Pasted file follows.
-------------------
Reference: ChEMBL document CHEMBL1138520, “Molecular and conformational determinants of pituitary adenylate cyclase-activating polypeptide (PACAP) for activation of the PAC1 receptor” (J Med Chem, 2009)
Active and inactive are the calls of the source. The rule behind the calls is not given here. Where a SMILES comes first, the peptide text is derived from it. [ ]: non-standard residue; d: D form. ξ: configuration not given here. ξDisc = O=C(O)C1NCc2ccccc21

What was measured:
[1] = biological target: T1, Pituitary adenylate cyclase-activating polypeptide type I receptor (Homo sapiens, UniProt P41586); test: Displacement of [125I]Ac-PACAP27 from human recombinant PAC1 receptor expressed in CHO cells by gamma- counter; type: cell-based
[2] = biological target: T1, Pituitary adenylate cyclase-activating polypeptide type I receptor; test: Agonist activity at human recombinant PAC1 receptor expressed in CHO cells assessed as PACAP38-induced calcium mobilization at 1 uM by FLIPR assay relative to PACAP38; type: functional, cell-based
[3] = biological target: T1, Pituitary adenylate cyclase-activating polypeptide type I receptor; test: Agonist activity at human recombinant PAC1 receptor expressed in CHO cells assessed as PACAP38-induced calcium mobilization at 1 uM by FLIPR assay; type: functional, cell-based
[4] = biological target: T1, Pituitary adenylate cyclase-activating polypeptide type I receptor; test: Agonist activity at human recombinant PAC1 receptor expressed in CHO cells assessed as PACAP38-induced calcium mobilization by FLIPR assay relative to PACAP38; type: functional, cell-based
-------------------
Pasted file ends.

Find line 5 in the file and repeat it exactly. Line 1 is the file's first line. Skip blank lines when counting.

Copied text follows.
[2] = biological target: T1, Pituitary adenylate cyclase-activating polypeptide type I receptor; test: Agonist activity at human recombinant PAC1 receptor expressed in CHO cells assessed as PACAP38-induced calcium mobilization at 1 uM by FLIPR assay relative to PACAP38; type: functional, cell-based